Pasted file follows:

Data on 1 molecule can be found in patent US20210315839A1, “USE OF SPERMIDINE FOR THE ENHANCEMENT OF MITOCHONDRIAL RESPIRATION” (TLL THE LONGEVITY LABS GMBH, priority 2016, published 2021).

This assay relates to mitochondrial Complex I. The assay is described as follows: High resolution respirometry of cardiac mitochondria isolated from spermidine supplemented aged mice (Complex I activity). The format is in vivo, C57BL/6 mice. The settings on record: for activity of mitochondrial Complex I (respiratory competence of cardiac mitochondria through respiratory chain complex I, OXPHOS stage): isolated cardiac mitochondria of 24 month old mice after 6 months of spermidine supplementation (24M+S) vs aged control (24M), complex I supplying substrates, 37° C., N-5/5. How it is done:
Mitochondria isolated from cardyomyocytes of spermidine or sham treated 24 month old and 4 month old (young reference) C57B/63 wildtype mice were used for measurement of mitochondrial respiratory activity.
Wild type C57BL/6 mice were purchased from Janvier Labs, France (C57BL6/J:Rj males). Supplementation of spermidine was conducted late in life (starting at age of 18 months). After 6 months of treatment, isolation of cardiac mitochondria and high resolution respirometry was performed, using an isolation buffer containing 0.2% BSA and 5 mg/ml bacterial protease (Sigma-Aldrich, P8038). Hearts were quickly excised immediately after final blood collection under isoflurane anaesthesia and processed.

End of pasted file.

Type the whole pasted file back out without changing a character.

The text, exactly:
Data on 1 molecule can be found in patent US20210315839A1, “USE OF SPERMIDINE FOR THE ENHANCEMENT OF MITOCHONDRIAL RESPIRATION” (TLL THE LONGEVITY LABS GMBH, priority 2016, published 2021).

This assay relates to mitochondrial Complex I. The assay is described as follows: High resolution respirometry of cardiac mitochondria isolated from spermidine supplemented aged mice (Complex I activity). The format is in vivo, C57BL/6 mice. The settings on record: for activity of mitochondrial Complex I (respiratory competence of cardiac mitochondria through respiratory chain complex I, OXPHOS stage): isolated cardiac mitochondria of 24 month old mice after 6 months of spermidine supplementation (24M+S) vs aged control (24M), complex I supplying substrates, 37° C., N-5/5. How it is done:
Mitochondria isolated from cardyomyocytes of spermidine or sham treated 24 month old and 4 month old (young reference) C57B/63 wildtype mice were used for measurement of mitochondrial respiratory activity.
Wild type C57BL/6 mice were purchased from Janvier Labs, France (C57BL6/J:Rj males). Supplementation of spermidine was conducted late in life (starting at age of 18 months). After 6 months of treatment, isolation of cardiac mitochondria and high resolution respirometry was performed, using an isolation buffer containing 0.2% BSA and 5 mg/ml bacterial protease (Sigma-Aldrich, P8038). Hearts were quickly excised immediately after final blood collection under isoflurane anaesthesia and processed.